The corned beef sandwich was also fairly formidable. The meat was a little fattier than I like, but the warm, juicy beef was delicious. My parents also got the same sandwich to split and they enjoyed it even more than Katz’s pastrami. (I again give Katz's the slight edge.) They also shared an order of three large blintzes, one cheese, one cherry, one blueberry, and they loved these too. My father at one point even said they tasted like the ones his grandmother used to make in Babrujsk.

Even with everyone enjoying their meals, we found enough things to argue about of course. What are you going to do with my life? What are your plans for the next five years? Do you need any money? Have you met any nice Jewish girls? I looked around at the other diners and saw similar conversations taking place. Our friendly waiter shot me a knowing look as he cleared our plates. But if you’re going to get a guilt trip anyway, I guess the logic goes, you might as well as do it at 2nd Ave., where the comfort foods can all provide real comfort. 8/10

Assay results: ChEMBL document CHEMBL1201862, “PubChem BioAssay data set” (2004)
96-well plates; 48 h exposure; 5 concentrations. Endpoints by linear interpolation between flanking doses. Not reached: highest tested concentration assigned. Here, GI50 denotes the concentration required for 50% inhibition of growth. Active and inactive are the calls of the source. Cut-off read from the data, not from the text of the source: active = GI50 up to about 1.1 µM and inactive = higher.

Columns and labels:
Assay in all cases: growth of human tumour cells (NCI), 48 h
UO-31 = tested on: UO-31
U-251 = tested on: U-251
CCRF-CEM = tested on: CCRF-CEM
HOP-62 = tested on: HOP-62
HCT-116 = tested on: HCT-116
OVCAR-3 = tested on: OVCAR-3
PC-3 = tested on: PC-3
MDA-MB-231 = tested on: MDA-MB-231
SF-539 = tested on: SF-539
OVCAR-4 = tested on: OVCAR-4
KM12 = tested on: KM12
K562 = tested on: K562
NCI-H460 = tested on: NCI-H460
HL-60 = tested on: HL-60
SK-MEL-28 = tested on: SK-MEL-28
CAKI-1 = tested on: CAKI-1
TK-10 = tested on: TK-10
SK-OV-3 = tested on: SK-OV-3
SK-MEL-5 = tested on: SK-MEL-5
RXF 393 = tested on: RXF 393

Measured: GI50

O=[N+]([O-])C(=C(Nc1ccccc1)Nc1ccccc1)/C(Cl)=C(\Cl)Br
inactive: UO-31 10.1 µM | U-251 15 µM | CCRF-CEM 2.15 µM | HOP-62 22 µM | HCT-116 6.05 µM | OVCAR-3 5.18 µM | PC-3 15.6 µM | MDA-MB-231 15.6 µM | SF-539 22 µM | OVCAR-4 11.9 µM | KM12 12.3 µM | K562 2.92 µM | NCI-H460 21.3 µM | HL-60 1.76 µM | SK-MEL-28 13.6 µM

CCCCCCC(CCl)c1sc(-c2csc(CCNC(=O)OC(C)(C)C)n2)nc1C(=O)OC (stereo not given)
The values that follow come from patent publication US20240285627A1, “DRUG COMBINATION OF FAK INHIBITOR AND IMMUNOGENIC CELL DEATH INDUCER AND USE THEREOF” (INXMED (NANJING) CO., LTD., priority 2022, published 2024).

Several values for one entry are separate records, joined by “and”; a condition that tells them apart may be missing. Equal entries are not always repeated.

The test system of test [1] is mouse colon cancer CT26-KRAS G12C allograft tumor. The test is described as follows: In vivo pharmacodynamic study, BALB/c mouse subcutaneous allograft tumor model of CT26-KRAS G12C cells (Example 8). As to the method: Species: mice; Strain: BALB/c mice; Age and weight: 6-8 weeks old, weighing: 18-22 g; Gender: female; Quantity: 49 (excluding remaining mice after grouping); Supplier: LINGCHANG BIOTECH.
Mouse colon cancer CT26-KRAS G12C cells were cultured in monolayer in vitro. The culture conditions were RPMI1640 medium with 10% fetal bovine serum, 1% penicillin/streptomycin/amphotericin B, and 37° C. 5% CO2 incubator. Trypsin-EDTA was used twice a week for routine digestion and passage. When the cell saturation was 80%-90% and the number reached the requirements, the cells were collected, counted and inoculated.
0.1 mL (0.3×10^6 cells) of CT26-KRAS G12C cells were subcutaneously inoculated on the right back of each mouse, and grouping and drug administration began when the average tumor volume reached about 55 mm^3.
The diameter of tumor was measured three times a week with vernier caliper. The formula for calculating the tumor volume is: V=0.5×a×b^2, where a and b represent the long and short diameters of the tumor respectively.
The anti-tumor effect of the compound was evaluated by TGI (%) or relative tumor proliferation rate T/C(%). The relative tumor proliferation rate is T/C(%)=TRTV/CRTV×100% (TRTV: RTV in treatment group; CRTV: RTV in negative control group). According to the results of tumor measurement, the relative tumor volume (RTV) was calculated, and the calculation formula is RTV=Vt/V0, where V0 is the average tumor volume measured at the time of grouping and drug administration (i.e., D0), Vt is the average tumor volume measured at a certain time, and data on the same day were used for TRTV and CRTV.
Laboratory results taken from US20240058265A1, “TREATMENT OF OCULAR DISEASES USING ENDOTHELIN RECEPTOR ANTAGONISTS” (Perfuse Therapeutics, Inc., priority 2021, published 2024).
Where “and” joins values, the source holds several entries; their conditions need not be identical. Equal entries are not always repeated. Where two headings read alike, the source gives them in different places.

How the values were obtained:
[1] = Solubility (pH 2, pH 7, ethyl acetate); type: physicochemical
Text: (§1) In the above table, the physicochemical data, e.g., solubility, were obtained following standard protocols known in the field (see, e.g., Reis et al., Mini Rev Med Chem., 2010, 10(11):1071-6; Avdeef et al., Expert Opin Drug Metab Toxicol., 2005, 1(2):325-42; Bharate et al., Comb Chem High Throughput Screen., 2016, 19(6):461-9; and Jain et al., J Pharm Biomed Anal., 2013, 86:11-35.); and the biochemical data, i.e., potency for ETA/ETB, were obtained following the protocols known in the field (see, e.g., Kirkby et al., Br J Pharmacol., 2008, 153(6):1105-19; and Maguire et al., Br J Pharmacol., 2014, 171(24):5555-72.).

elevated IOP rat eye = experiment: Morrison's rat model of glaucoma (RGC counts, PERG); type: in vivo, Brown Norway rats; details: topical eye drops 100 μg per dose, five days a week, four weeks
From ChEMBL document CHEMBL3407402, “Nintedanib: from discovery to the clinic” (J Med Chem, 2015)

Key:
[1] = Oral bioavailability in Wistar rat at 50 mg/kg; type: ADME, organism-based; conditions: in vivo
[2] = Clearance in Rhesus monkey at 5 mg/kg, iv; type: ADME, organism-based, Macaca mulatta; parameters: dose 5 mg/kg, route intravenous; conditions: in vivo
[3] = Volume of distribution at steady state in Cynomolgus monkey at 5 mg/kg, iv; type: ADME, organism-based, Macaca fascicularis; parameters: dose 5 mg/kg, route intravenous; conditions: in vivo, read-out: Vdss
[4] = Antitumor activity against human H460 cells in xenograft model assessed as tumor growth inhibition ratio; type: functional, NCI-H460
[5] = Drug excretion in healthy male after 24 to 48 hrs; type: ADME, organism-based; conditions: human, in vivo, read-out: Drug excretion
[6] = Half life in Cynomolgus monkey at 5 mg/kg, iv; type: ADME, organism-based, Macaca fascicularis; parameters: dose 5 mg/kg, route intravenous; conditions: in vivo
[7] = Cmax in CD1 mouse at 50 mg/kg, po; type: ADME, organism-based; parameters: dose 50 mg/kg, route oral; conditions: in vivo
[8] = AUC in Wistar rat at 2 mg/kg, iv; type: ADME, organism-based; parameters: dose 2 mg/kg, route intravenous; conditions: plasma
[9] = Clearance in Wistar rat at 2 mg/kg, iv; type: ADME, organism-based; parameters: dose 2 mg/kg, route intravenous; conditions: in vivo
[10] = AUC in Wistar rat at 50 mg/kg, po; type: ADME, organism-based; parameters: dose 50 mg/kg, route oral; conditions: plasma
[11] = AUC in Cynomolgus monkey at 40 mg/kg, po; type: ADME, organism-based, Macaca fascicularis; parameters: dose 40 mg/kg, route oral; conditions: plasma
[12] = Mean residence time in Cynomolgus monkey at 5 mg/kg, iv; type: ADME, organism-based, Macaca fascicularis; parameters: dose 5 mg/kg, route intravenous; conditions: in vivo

Update, 1/10/06: In a very disappointing turn of events, the Second Ave. Deli is now closed.

Tia pol and Chickpeas

Patatas and chorizo and Tortilla

Lamb and Hazelnut cake


Tia Pol - 205 10th Ave., Chelsea
Two orders of patatas bravas, fried chickpeas, tortilla Española, lamb skewers, ham croquettes, chorizo with chocolate, chorizo in sherry, calimocho, hazelnut cake (complimentary), pitcher of sangria